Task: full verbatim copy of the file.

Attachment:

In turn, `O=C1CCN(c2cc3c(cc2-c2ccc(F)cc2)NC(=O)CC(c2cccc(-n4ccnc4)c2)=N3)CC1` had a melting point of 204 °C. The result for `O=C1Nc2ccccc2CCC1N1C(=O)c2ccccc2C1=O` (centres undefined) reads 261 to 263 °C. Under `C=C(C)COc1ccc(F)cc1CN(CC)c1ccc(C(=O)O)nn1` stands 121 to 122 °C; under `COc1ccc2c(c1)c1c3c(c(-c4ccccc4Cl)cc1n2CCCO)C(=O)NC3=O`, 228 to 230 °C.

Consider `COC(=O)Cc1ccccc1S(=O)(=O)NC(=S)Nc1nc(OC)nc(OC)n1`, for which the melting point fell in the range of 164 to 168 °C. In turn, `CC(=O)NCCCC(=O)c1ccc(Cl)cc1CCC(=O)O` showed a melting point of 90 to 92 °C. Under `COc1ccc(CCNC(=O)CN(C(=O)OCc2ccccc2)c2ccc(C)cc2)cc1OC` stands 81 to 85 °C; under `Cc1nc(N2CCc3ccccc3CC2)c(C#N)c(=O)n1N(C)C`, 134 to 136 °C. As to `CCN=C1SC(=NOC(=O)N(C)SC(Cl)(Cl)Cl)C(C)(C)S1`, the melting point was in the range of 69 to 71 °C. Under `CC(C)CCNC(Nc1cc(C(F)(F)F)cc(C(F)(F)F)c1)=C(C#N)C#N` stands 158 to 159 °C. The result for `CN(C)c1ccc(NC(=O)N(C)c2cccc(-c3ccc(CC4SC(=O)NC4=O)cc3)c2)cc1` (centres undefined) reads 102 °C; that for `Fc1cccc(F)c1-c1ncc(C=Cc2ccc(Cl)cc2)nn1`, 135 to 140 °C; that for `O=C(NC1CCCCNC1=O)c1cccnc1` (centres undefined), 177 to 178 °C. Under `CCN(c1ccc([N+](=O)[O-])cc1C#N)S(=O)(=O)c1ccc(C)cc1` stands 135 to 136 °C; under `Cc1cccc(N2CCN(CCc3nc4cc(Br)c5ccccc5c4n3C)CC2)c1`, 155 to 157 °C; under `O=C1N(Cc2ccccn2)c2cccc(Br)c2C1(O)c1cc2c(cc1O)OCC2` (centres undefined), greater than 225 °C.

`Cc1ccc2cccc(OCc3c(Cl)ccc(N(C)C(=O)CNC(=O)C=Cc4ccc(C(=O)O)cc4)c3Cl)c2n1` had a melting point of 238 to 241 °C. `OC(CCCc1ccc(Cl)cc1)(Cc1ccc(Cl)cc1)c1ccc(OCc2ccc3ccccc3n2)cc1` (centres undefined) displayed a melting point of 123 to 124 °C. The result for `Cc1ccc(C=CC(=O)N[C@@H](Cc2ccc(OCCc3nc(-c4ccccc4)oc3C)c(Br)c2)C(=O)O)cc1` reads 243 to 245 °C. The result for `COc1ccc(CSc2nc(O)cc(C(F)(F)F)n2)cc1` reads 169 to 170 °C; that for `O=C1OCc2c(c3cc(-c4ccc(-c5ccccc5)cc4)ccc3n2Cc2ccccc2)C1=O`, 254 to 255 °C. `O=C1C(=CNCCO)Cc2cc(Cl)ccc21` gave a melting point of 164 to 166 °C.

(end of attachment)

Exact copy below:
In turn, `O=C1CCN(c2cc3c(cc2-c2ccc(F)cc2)NC(=O)CC(c2cccc(-n4ccnc4)c2)=N3)CC1` had a melting point of 204 °C. The result for `O=C1Nc2ccccc2CCC1N1C(=O)c2ccccc2C1=O` (centres undefined) reads 261 to 263 °C. Under `C=C(C)COc1ccc(F)cc1CN(CC)c1ccc(C(=O)O)nn1` stands 121 to 122 °C; under `COc1ccc2c(c1)c1c3c(c(-c4ccccc4Cl)cc1n2CCCO)C(=O)NC3=O`, 228 to 230 °C.

Consider `COC(=O)Cc1ccccc1S(=O)(=O)NC(=S)Nc1nc(OC)nc(OC)n1`, for which the melting point fell in the range of 164 to 168 °C. In turn, `CC(=O)NCCCC(=O)c1ccc(Cl)cc1CCC(=O)O` showed a melting point of 90 to 92 °C. Under `COc1ccc(CCNC(=O)CN(C(=O)OCc2ccccc2)c2ccc(C)cc2)cc1OC` stands 81 to 85 °C; under `Cc1nc(N2CCc3ccccc3CC2)c(C#N)c(=O)n1N(C)C`, 134 to 136 °C. As to `CCN=C1SC(=NOC(=O)N(C)SC(Cl)(Cl)Cl)C(C)(C)S1`, the melting point was in the range of 69 to 71 °C. Under `CC(C)CCNC(Nc1cc(C(F)(F)F)cc(C(F)(F)F)c1)=C(C#N)C#N` stands 158 to 159 °C. The result for `CN(C)c1ccc(NC(=O)N(C)c2cccc(-c3ccc(CC4SC(=O)NC4=O)cc3)c2)cc1` (centres undefined) reads 102 °C; that for `Fc1cccc(F)c1-c1ncc(C=Cc2ccc(Cl)cc2)nn1`, 135 to 140 °C; that for `O=C(NC1CCCCNC1=O)c1cccnc1` (centres undefined), 177 to 178 °C. Under `CCN(c1ccc([N+](=O)[O-])cc1C#N)S(=O)(=O)c1ccc(C)cc1` stands 135 to 136 °C; under `Cc1cccc(N2CCN(CCc3nc4cc(Br)c5ccccc5c4n3C)CC2)c1`, 155 to 157 °C; under `O=C1N(Cc2ccccn2)c2cccc(Br)c2C1(O)c1cc2c(cc1O)OCC2` (centres undefined), greater than 225 °C.

`Cc1ccc2cccc(OCc3c(Cl)ccc(N(C)C(=O)CNC(=O)C=Cc4ccc(C(=O)O)cc4)c3Cl)c2n1` had a melting point of 238 to 241 °C. `OC(CCCc1ccc(Cl)cc1)(Cc1ccc(Cl)cc1)c1ccc(OCc2ccc3ccccc3n2)cc1` (centres undefined) displayed a melting point of 123 to 124 °C. The result for `Cc1ccc(C=CC(=O)N[C@@H](Cc2ccc(OCCc3nc(-c4ccccc4)oc3C)c(Br)c2)C(=O)O)cc1` reads 243 to 245 °C. The result for `COc1ccc(CSc2nc(O)cc(C(F)(F)F)n2)cc1` reads 169 to 170 °C; that for `O=C1OCc2c(c3cc(-c4ccc(-c5ccccc5)cc4)ccc3n2Cc2ccccc2)C1=O`, 254 to 255 °C. `O=C1C(=CNCCO)Cc2cc(Cl)ccc21` gave a melting point of 164 to 166 °C.